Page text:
Five Life Skills I Learned From Debate
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Politics and Activism

Five Life Skills I Learned From Debate

Seriously, I probably learned more here than I did in class.

Five Life Skills I Learned From Debate
Lacie Fink

Debate season is starting up again! I first began debating during my freshman year of high school. Sometimes I wonder why I've spent the past eight years involved in this activity, but then I remember debate has forced me to grow in many ways. And while it is a school activity, the lessons learned extend far beyond the classroom.

In honor of the new season, here are five important lessons debate taught me:

1. Examine both sides of an issue

This one seems obvious, but I'm always surprised by how many people are unable to understand people who disagree with them. In order to debate successfully, you must research things that your opponent will say. You need to understand the arguments on the other side, which helps you strengthen your own case. Debate has given me the chance to learn about topics that I never would have imagined. I am a more well-rounded individual and I can better articulate my beliefs as a result.

2. You need to be able to think on your feet

Sure, you can construct a bulletproof case, but things never go as planned. Cross-examination can be full of surprises and every debater knows that you need to be a quick thinker if you want to survive. You must be able to answer the tough questions, both in debate and in everyday life.

3. Listening is as important as speaking

This one seems strange, since you obviously need to give a great speech in order to win a debate. But you cannot focus solely on what you want to say and completely ignore the person speaking. If you do that, you aren't actually responding to the arguments at hand. A debate without clash is hardly a debate at all. This illustrates a good life lesson: You can't expect to be successful if you don't actively listen to others.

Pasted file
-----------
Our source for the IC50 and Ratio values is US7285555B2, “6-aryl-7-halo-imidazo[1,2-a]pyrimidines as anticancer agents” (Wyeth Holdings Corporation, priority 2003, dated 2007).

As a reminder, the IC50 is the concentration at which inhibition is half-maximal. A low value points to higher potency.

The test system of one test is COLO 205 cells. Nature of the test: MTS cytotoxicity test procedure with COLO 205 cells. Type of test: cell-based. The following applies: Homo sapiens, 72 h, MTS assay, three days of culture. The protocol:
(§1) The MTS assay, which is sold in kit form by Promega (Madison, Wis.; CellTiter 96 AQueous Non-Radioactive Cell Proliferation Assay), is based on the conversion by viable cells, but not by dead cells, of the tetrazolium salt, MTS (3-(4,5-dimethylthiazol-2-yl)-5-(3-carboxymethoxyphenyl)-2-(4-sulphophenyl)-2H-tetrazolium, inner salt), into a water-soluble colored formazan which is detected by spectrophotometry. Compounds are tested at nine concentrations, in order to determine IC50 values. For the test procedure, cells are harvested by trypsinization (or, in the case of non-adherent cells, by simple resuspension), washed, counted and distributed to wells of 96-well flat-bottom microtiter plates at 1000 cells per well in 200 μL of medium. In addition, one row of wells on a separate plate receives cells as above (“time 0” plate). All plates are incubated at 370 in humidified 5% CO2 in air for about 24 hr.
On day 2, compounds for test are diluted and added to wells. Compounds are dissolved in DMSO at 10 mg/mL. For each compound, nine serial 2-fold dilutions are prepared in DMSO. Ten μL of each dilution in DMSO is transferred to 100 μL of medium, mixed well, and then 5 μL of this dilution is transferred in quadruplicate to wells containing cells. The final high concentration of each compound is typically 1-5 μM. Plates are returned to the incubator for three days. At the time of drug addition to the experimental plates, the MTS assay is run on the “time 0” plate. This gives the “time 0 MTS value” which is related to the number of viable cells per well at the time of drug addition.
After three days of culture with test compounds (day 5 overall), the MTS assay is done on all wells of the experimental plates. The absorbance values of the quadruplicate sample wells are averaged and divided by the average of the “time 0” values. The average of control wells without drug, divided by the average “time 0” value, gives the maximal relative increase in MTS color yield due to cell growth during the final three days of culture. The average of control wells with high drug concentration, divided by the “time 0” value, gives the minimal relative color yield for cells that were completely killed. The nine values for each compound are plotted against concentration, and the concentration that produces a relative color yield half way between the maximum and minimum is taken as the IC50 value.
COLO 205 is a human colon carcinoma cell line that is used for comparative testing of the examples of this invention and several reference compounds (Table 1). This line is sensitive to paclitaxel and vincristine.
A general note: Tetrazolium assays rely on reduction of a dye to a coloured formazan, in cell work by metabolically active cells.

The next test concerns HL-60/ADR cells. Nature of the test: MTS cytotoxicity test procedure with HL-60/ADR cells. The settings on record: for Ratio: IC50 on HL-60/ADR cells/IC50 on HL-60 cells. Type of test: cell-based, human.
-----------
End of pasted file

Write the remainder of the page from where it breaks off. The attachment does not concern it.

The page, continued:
4. Be capable of thriving in a competitive environment

I've always loved competition, but I know quite a few people who hate it. Some people will avoid confrontation at all costs. Debate is highly competitive, but it is relatively civil in terms of argumentation. This makes it a great opportunity to become comfortable with confrontation while it is in a structured environment. Debate is also a place where you eventually recognize that you can be successful even if you don't always win.

5. People are interesting, so get to know them

This is not to say that I love every person that I've met through debate. I certainly haven't. But debate is a great opportunity to branch out and meet people with a different worldview and different life experiences. The friends I have made through debate are a reminder that you can repeatedly disagree with someone and still maintain a strong relationship with mutual respect.

And for all of these reasons, this is why I don't regret my decision to join the debate team, no matter how frustrating or time-consuming it has been. The valuable lessons learned outweigh any negatives.

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This article has not been reviewed by Odyssey HQ and solely reflects the ideas and opinions of the creator.
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